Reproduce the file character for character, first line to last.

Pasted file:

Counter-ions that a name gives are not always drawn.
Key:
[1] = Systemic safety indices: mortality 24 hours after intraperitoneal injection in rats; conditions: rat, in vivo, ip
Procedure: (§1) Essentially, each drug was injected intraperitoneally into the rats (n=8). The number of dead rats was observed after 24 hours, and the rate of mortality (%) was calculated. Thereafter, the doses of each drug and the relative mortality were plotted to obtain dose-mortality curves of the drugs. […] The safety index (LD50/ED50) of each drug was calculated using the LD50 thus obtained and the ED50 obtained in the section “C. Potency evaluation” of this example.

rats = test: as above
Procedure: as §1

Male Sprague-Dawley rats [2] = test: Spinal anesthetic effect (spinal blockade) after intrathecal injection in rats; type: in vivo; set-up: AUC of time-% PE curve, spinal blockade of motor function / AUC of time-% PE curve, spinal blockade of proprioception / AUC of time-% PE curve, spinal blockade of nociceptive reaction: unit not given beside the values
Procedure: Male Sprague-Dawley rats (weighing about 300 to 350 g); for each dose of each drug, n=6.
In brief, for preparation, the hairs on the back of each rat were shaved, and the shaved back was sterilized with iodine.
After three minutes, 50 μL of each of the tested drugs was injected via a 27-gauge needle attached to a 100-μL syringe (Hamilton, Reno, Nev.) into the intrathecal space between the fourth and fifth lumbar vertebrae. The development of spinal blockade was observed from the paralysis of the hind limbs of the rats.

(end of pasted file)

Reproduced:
Counter-ions that a name gives are not always drawn.
Key:
[1] = Systemic safety indices: mortality 24 hours after intraperitoneal injection in rats; conditions: rat, in vivo, ip
Procedure: (§1) Essentially, each drug was injected intraperitoneally into the rats (n=8). The number of dead rats was observed after 24 hours, and the rate of mortality (%) was calculated. Thereafter, the doses of each drug and the relative mortality were plotted to obtain dose-mortality curves of the drugs. […] The safety index (LD50/ED50) of each drug was calculated using the LD50 thus obtained and the ED50 obtained in the section “C. Potency evaluation” of this example.

rats = test: as above
Procedure: as §1

Male Sprague-Dawley rats [2] = test: Spinal anesthetic effect (spinal blockade) after intrathecal injection in rats; type: in vivo; set-up: AUC of time-% PE curve, spinal blockade of motor function / AUC of time-% PE curve, spinal blockade of proprioception / AUC of time-% PE curve, spinal blockade of nociceptive reaction: unit not given beside the values
Procedure: Male Sprague-Dawley rats (weighing about 300 to 350 g); for each dose of each drug, n=6.
In brief, for preparation, the hairs on the back of each rat were shaved, and the shaved back was sterilized with iodine.
After three minutes, 50 μL of each of the tested drugs was injected via a 27-gauge needle attached to a 100-μL syringe (Hamilton, Reno, Nev.) into the intrathecal space between the fourth and fifth lumbar vertebrae. The development of spinal blockade was observed from the paralysis of the hind limbs of the rats.